"That is one of the reasons why I signed here," Williamson said. "They will give me an opportunity to close when I get healthy."
Williamson is coming off his second "Tommy John" surgery in the last four years. His latest operation took place in October as a member of the World Champion Boston Red Sox. The Louisiana native pitched in only 28 games last season before being left off the playoff roster. Now the reliever hopes to bring positive karma from one supposedly cursed baseball town to another.
"I saw the excitement last year in Boston," Williamson said. "It takes skill and a great clubhouse and great players. The team was laid back and easy going."
Williamson had spent his career with the Cincinnati Reds before being traded to Boston in 2003. When Jim Hendry signed him in the offseason, the expectation was for Williamson to join the Cubs' bullpen some time in the latter part of this season. The right-hander believes he can surpass those goals and make a difference much earlier, however.
"I have to keep going out there feeling good," Williamson said. "I also need to feel good the next day. If I do, I'll be back sooner rather than later. I am hoping to get out there in the first week of June or the end of May. It has been a blessing in disguise that I haven't had a setback."
The Williamson family had a very busy offseason. To go along with arm surgery, a World Series ring and a new team, Williamson and his wife, Lisa, had a daughter, Cambrie Diane, on March 1. The family is still living in Cincinnati and will likely relocate to Chicago in the near future. While the birth of his second child has been very exciting, Williamson is reminded that he will miss opening day for the first time in his career.
"Staying positive is the most important part," Williamson said. "I will surprise the fans (when I return). My arm is going to bounce back just like it did last time."
One of the appeals of coming to Chicago was the prospect of playing with former teammates Nomar Garciaparra and Todd Walker. Williamson played with Walker in both Cincinnati and Boston, and served as Garciaparra's teammate with the Red Sox.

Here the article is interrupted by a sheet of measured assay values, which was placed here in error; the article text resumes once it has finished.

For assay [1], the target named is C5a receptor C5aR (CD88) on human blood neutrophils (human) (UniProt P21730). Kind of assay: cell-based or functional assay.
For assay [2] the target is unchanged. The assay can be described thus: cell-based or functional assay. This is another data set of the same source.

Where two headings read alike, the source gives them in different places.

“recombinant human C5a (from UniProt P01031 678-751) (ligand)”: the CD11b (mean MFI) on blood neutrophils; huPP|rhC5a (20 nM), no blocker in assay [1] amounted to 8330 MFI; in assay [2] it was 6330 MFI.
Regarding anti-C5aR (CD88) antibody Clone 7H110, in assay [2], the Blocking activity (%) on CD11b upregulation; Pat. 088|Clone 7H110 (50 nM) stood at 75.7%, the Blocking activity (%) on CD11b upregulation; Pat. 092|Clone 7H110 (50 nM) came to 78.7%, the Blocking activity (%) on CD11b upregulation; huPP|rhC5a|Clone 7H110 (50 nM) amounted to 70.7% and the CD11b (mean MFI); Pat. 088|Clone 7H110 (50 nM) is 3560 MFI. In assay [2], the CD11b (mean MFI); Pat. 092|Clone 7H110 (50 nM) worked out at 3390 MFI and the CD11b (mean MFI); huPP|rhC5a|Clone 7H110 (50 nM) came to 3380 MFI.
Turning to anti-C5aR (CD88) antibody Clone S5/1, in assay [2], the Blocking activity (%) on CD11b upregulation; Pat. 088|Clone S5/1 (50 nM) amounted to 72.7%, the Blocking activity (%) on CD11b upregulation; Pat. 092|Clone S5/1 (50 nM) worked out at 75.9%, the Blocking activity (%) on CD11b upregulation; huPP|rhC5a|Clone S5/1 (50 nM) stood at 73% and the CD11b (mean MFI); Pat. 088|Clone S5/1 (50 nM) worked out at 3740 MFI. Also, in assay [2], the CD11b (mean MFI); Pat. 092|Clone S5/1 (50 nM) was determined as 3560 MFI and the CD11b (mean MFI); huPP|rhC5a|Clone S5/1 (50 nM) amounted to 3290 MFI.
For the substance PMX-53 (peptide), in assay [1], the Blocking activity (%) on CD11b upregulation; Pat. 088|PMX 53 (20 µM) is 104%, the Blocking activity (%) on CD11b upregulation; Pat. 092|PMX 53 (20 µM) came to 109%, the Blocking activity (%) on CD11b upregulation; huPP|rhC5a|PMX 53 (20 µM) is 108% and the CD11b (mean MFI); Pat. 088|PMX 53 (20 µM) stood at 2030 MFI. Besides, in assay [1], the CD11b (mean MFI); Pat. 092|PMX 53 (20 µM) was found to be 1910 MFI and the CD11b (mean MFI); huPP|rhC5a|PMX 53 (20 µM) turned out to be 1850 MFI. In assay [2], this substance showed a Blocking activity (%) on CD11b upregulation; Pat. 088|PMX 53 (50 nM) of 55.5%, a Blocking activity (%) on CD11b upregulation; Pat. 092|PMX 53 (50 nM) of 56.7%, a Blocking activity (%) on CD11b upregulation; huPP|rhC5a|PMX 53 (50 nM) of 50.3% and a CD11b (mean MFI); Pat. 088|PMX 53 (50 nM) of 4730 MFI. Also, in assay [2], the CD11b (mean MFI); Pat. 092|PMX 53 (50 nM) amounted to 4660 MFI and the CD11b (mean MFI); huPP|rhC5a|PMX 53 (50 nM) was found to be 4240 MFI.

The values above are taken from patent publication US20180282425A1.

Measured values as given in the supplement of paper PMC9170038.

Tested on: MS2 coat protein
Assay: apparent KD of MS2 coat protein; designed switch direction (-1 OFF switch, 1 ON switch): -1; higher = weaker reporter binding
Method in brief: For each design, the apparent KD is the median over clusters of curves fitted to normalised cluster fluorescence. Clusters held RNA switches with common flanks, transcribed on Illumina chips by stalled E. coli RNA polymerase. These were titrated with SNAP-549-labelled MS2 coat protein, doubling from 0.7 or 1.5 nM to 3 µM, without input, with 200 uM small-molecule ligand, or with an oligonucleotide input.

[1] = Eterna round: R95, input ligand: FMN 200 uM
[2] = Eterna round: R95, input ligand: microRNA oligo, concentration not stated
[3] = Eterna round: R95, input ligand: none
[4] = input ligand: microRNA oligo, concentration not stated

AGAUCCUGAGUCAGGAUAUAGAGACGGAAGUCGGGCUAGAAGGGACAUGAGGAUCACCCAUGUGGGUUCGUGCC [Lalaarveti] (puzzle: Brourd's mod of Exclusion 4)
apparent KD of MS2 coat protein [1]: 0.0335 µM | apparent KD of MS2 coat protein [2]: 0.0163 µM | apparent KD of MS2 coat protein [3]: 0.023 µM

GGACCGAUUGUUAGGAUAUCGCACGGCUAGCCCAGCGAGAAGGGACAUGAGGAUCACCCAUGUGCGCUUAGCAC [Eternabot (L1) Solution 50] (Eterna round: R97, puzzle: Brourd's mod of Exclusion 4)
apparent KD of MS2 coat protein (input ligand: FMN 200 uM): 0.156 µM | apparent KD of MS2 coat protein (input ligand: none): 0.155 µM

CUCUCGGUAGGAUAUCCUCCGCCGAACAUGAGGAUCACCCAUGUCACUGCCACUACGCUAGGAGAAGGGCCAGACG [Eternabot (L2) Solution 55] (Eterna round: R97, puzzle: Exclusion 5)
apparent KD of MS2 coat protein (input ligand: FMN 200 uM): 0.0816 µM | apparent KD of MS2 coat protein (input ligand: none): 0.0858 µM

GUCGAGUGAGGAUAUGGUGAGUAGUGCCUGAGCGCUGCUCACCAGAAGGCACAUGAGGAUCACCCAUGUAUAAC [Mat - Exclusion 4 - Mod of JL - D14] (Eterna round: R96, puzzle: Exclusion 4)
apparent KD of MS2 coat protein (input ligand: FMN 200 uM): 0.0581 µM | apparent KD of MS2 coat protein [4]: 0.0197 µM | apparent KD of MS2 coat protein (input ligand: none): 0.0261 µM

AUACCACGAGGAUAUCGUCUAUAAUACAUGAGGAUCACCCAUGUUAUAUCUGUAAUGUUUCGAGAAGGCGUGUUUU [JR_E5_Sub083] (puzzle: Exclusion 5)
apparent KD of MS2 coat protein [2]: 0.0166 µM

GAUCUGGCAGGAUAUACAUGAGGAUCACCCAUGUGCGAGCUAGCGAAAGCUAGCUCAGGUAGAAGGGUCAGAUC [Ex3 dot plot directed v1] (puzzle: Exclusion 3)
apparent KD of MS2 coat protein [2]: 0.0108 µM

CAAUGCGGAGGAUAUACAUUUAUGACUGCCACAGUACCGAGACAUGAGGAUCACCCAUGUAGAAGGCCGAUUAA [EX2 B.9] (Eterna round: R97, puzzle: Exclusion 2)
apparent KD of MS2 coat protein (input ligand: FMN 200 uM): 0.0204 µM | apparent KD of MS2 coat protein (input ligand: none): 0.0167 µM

"I was good friends with Nomar and Todd," Williamson said. "(Walker's) wife and my wife are good friends. Nomar is one of the best superstars I played with on and off the field. When I was struggling in Boston, he was my biggest supporter. It is good to go into a clubhouse knowing guys."
When he comes off the disabled list, Williamson will get a close look at more of his former teammates when the Cubs battle the Reds. Williamson pointed to his familiarity with the National League Central as a key reason for joining the Cubs. It will be a big homecoming for the ex-Red.
"It's going to be weird," Williamson said. "I faced the Reds last season in Spring Training, but it is going to be different going to Cincinnati as a visitor. It is going to be nice to see those guys again."
Williamson will begin the season on the 60-day disabled list and finish his throwing program May 9. Depending on his progress, the Cubs will determine whether he will stay in Mesa for extended spring training or go to the minor leagues for a rehabilitation session.
"I pitched in pain last year and I can't wait to go out there and pitch pain-free," Williamson said. "I can't wait to pitch for this ballclub. I feel like we're a young and hungry team mixed with some veterans. I think this is going to be a really good season for the Chicago Cubs. This is one of the best teams I have ever been put on."
Scott Sabin is the contributing editor of Inside The Ivy. Write to Scott at firstname.lastname@example.org.
Cubs right-hander Scott Williamson talks to Inside The Ivy about his recovery and more.